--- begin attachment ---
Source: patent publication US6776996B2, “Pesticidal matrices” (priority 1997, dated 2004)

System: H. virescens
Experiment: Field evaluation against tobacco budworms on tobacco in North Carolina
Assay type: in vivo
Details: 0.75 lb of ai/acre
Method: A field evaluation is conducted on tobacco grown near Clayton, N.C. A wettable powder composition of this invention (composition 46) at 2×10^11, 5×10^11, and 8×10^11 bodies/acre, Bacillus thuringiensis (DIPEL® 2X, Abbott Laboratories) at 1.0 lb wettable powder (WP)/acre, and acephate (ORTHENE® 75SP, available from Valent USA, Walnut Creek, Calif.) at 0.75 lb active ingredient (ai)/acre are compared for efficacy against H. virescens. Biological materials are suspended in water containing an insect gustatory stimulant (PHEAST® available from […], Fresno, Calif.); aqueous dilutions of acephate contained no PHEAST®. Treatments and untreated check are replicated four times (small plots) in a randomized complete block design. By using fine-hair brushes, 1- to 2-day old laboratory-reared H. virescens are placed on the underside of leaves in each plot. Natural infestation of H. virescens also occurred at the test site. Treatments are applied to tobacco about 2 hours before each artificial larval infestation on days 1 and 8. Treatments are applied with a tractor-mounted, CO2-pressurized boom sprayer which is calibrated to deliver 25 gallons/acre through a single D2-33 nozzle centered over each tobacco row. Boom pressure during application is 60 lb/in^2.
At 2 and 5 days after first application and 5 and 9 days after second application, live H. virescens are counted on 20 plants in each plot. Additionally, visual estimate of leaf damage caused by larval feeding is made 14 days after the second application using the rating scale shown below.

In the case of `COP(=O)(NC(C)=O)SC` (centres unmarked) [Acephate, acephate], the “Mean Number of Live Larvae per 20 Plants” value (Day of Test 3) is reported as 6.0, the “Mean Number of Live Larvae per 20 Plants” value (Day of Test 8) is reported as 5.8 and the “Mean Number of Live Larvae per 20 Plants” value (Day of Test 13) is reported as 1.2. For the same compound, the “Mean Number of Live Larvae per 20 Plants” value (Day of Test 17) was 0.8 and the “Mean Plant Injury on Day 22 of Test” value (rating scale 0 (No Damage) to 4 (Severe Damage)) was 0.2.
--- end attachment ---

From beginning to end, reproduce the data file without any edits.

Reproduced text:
Source: patent publication US6776996B2, “Pesticidal matrices” (priority 1997, dated 2004)

System: H. virescens
Experiment: Field evaluation against tobacco budworms on tobacco in North Carolina
Assay type: in vivo
Details: 0.75 lb of ai/acre
Method: A field evaluation is conducted on tobacco grown near Clayton, N.C. A wettable powder composition of this invention (composition 46) at 2×10^11, 5×10^11, and 8×10^11 bodies/acre, Bacillus thuringiensis (DIPEL® 2X, Abbott Laboratories) at 1.0 lb wettable powder (WP)/acre, and acephate (ORTHENE® 75SP, available from Valent USA, Walnut Creek, Calif.) at 0.75 lb active ingredient (ai)/acre are compared for efficacy against H. virescens. Biological materials are suspended in water containing an insect gustatory stimulant (PHEAST® available from […], Fresno, Calif.); aqueous dilutions of acephate contained no PHEAST®. Treatments and untreated check are replicated four times (small plots) in a randomized complete block design. By using fine-hair brushes, 1- to 2-day old laboratory-reared H. virescens are placed on the underside of leaves in each plot. Natural infestation of H. virescens also occurred at the test site. Treatments are applied to tobacco about 2 hours before each artificial larval infestation on days 1 and 8. Treatments are applied with a tractor-mounted, CO2-pressurized boom sprayer which is calibrated to deliver 25 gallons/acre through a single D2-33 nozzle centered over each tobacco row. Boom pressure during application is 60 lb/in^2.
At 2 and 5 days after first application and 5 and 9 days after second application, live H. virescens are counted on 20 plants in each plot. Additionally, visual estimate of leaf damage caused by larval feeding is made 14 days after the second application using the rating scale shown below.

In the case of `COP(=O)(NC(C)=O)SC` (centres unmarked) [Acephate, acephate], the “Mean Number of Live Larvae per 20 Plants” value (Day of Test 3) is reported as 6.0, the “Mean Number of Live Larvae per 20 Plants” value (Day of Test 8) is reported as 5.8 and the “Mean Number of Live Larvae per 20 Plants” value (Day of Test 13) is reported as 1.2. For the same compound, the “Mean Number of Live Larvae per 20 Plants” value (Day of Test 17) was 0.8 and the “Mean Plant Injury on Day 22 of Test” value (rating scale 0 (No Damage) to 4 (Severe Damage)) was 0.2.